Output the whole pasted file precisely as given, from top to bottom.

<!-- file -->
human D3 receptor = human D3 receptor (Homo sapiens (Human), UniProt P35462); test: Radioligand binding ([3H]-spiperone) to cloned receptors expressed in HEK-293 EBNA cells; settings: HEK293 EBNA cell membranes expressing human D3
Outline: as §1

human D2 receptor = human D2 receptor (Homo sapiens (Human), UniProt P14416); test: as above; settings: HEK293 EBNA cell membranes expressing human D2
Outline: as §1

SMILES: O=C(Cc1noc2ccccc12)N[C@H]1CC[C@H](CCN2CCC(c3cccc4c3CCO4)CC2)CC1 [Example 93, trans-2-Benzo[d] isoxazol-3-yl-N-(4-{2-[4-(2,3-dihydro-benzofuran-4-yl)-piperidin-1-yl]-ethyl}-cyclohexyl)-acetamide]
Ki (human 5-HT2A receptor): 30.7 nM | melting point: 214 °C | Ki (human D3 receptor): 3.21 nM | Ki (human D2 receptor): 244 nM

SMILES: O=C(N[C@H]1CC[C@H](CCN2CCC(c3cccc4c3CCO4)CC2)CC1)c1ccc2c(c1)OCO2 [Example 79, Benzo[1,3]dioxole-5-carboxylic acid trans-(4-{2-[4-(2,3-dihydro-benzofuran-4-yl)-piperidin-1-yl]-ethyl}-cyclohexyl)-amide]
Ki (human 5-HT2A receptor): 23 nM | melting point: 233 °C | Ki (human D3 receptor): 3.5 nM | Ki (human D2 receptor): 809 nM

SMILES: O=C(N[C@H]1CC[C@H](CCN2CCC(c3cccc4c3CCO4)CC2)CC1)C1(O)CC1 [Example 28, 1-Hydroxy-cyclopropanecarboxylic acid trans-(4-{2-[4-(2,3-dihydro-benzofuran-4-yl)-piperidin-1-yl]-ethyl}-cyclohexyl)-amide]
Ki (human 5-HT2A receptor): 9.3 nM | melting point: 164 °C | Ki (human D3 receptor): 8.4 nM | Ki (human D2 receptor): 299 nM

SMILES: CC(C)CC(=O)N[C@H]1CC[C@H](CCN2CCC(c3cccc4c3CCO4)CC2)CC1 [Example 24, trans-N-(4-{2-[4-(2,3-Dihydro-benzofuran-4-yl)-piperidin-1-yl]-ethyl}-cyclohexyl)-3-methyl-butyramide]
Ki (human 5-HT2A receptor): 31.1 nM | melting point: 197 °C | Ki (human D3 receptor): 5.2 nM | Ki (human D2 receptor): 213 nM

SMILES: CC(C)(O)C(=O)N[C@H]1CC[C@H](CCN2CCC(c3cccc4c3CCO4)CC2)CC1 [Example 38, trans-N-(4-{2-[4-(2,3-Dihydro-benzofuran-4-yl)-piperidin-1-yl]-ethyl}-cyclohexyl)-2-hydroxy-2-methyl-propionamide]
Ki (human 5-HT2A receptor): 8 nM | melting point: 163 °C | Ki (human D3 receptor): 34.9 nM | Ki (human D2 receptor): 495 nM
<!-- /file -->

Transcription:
human D3 receptor = human D3 receptor (Homo sapiens (Human), UniProt P35462); test: Radioligand binding ([3H]-spiperone) to cloned receptors expressed in HEK-293 EBNA cells; settings: HEK293 EBNA cell membranes expressing human D3
Outline: as §1

human D2 receptor = human D2 receptor (Homo sapiens (Human), UniProt P14416); test: as above; settings: HEK293 EBNA cell membranes expressing human D2
Outline: as §1

SMILES: O=C(Cc1noc2ccccc12)N[C@H]1CC[C@H](CCN2CCC(c3cccc4c3CCO4)CC2)CC1 [Example 93, trans-2-Benzo[d] isoxazol-3-yl-N-(4-{2-[4-(2,3-dihydro-benzofuran-4-yl)-piperidin-1-yl]-ethyl}-cyclohexyl)-acetamide]
Ki (human 5-HT2A receptor): 30.7 nM | melting point: 214 °C | Ki (human D3 receptor): 3.21 nM | Ki (human D2 receptor): 244 nM

SMILES: O=C(N[C@H]1CC[C@H](CCN2CCC(c3cccc4c3CCO4)CC2)CC1)c1ccc2c(c1)OCO2 [Example 79, Benzo[1,3]dioxole-5-carboxylic acid trans-(4-{2-[4-(2,3-dihydro-benzofuran-4-yl)-piperidin-1-yl]-ethyl}-cyclohexyl)-amide]
Ki (human 5-HT2A receptor): 23 nM | melting point: 233 °C | Ki (human D3 receptor): 3.5 nM | Ki (human D2 receptor): 809 nM

SMILES: O=C(N[C@H]1CC[C@H](CCN2CCC(c3cccc4c3CCO4)CC2)CC1)C1(O)CC1 [Example 28, 1-Hydroxy-cyclopropanecarboxylic acid trans-(4-{2-[4-(2,3-dihydro-benzofuran-4-yl)-piperidin-1-yl]-ethyl}-cyclohexyl)-amide]
Ki (human 5-HT2A receptor): 9.3 nM | melting point: 164 °C | Ki (human D3 receptor): 8.4 nM | Ki (human D2 receptor): 299 nM

SMILES: CC(C)CC(=O)N[C@H]1CC[C@H](CCN2CCC(c3cccc4c3CCO4)CC2)CC1 [Example 24, trans-N-(4-{2-[4-(2,3-Dihydro-benzofuran-4-yl)-piperidin-1-yl]-ethyl}-cyclohexyl)-3-methyl-butyramide]
Ki (human 5-HT2A receptor): 31.1 nM | melting point: 197 °C | Ki (human D3 receptor): 5.2 nM | Ki (human D2 receptor): 213 nM

SMILES: CC(C)(O)C(=O)N[C@H]1CC[C@H](CCN2CCC(c3cccc4c3CCO4)CC2)CC1 [Example 38, trans-N-(4-{2-[4-(2,3-Dihydro-benzofuran-4-yl)-piperidin-1-yl]-ethyl}-cyclohexyl)-2-hydroxy-2-methyl-propionamide]
Ki (human 5-HT2A receptor): 8 nM | melting point: 163 °C | Ki (human D3 receptor): 34.9 nM | Ki (human D2 receptor): 495 nM